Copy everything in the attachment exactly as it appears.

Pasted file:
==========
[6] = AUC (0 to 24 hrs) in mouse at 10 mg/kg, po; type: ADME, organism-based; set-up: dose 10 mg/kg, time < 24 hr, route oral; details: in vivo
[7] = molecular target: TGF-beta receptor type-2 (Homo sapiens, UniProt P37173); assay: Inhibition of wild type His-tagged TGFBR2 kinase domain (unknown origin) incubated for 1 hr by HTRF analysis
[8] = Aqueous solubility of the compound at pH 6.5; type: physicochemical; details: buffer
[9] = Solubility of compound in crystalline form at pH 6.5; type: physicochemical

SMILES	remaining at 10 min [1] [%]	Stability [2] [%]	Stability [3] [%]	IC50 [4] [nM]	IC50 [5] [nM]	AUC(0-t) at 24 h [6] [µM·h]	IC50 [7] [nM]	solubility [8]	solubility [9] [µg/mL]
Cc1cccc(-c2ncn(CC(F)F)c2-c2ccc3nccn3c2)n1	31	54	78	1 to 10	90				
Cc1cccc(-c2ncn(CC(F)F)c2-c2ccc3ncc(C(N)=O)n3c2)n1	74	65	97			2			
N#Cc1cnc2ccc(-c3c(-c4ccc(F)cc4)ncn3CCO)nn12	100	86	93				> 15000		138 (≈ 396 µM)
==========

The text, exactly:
[6] = AUC (0 to 24 hrs) in mouse at 10 mg/kg, po; type: ADME, organism-based; set-up: dose 10 mg/kg, time < 24 hr, route oral; details: in vivo
[7] = molecular target: TGF-beta receptor type-2 (Homo sapiens, UniProt P37173); assay: Inhibition of wild type His-tagged TGFBR2 kinase domain (unknown origin) incubated for 1 hr by HTRF analysis
[8] = Aqueous solubility of the compound at pH 6.5; type: physicochemical; details: buffer
[9] = Solubility of compound in crystalline form at pH 6.5; type: physicochemical

SMILES	remaining at 10 min [1] [%]	Stability [2] [%]	Stability [3] [%]	IC50 [4] [nM]	IC50 [5] [nM]	AUC(0-t) at 24 h [6] [µM·h]	IC50 [7] [nM]	solubility [8]	solubility [9] [µg/mL]
Cc1cccc(-c2ncn(CC(F)F)c2-c2ccc3nccn3c2)n1	31	54	78	1 to 10	90				
Cc1cccc(-c2ncn(CC(F)F)c2-c2ccc3ncc(C(N)=O)n3c2)n1	74	65	97			2			
N#Cc1cnc2ccc(-c3c(-c4ccc(F)cc4)ncn3CCO)nn12	100	86	93				> 15000		138 (≈ 396 µM)